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Tuesday, June 13, 2017

Atheists Demand Town Remove Church Welcome Signs

A group of perpetually-offended atheists, agnostics and freethinkers are threatening to sue a small Wisconsin town because of two welcome signs.

The signs, which were posted some 50 years ago, read, "The Churches of Oconomowoc Welcome You."

The Freedom From Religion Foundation said the welcome signs are unconstitutional because they are not neutral toward all faiths.

"It endorses religion over non-religion and Christianity over all other faiths," FFRF attorney Ryan Jayne wrote in a letter to town leaders.

The Freedom From Religion Foundation is on a national crusade to eradicate public displays of the Christian faith. They typically target communities that do not have the financial resources to fight back.

The Wisconsin-based Institute for Law & Liberty fired off a letter to the town council urging them to stand firm.

"It takes something more than a sign put up by private parties reflecting a message of welcome to inflict constitutional injury," president Richard Esenberg wrote in a letter obtained by the newspaper.

More here

9 comments:

Anonymous said...

Well, as per usual, the facts of this sort of story are not exactly accurate.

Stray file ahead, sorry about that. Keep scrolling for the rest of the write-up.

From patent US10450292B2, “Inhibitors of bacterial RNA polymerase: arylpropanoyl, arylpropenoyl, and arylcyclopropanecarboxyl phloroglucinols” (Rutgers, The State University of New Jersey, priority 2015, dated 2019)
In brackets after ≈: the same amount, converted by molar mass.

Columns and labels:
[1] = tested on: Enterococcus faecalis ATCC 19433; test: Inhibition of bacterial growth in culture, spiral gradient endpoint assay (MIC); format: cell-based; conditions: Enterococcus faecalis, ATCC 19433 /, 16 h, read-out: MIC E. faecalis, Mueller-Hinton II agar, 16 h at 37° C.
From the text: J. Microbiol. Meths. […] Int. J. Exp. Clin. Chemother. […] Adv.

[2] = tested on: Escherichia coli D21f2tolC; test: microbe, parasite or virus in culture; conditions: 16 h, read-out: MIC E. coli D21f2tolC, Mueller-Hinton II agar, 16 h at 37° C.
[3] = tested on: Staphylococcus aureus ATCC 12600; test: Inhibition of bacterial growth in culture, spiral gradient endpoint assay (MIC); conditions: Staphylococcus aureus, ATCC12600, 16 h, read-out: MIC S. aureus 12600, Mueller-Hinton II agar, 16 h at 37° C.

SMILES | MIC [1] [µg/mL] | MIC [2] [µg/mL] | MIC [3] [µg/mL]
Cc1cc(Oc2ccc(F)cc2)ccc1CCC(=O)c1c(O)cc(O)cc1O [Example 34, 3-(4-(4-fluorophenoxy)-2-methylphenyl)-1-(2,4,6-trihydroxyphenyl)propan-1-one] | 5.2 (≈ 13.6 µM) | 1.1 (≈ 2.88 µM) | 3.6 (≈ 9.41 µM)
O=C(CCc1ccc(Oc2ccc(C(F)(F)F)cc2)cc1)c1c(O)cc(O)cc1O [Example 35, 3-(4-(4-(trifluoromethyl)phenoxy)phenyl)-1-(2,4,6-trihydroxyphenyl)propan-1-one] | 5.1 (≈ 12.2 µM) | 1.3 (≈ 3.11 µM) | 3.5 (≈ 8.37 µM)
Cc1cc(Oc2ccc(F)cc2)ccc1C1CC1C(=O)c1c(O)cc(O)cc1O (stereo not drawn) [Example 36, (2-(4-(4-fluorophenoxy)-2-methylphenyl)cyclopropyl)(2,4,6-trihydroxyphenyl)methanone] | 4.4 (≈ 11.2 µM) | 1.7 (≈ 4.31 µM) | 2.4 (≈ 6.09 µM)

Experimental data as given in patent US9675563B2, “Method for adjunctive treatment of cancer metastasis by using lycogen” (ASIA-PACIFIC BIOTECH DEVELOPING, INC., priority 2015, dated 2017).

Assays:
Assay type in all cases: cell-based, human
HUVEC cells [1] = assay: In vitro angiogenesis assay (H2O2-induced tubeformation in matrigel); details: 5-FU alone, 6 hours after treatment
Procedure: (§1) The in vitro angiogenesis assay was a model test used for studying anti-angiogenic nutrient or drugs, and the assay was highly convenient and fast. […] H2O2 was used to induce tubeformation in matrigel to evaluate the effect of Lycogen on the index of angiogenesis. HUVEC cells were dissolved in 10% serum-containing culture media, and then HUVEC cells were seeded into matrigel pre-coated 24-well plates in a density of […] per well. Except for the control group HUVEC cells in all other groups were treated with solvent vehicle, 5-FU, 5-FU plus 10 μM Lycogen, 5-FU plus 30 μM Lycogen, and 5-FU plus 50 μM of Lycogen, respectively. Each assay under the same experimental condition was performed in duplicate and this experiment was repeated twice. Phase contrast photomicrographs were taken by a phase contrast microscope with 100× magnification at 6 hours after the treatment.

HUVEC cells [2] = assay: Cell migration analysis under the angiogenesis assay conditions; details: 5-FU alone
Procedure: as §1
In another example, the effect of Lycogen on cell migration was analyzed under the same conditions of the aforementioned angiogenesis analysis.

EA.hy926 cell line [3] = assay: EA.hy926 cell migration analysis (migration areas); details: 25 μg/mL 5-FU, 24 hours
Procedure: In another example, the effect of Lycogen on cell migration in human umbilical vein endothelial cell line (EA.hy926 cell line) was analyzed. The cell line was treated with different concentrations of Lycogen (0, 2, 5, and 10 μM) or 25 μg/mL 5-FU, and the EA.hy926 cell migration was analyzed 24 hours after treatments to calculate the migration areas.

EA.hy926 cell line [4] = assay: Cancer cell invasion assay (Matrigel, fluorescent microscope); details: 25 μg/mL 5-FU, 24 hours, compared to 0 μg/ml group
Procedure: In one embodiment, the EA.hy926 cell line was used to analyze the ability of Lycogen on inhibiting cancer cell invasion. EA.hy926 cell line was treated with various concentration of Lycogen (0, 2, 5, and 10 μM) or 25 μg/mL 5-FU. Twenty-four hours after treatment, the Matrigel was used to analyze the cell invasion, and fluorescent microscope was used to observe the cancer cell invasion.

First - the FFRF is not acting on their own accord - they are representing locals to Oconowomoc who brought this to their attention.

The FFRF is NOT on a crusade against the Christian religion as portrayed by this article. They are making sure that the law of the land is upheld by making sure that the Constitution is followed and that the government does not get into the religion business, and visa versa. They do not single out any religion.

This sign is argued to be on public land, which would be in conflict with the establishment clause.

This is not about being offended. Everyone loves to paint this picture of the angry offended atheist. This is pure ad hominem. This is about what the law says, and has nothing to do with offense.

Also, the amount of time something has been violating the law bears no relevance to the fact that it is in violation of the law. If it is in conflict with the law, it is in conflict.

I would like someone to explain to this atheist, who as the article asserts has "his panties in a bunch" why a welcome sign to a city on public land has to have a religious message? Is it only the Churches that welcome you to the city? Why does the sign HAVE to be this?

Rebel Without a Clue said...

As a fellow Atheist, I can say that I am not offended by these signs. If a church wants to put up a welcome sign then by all means, please do so. If a synagogue wants to do the same thing then please do so. If a mosque wants to . . . . . ., I think that you get the picture. People take umbrage over anything nowadays and it is getting really ridiculous. Please give it a rest.

I can say that I feel more comfortable around people of Christian and Jewish and Buddhist/Hindu faiths than I do around people of the Muslim faith. I have nothing against Muslims per se other than them wanting to kill all non-believers.

Just my two cents.

Anonymous said...

@10:01

It's not the message of the sign that is the problem. It is that it is on public land. If the sign was on private property there would be no issue at all.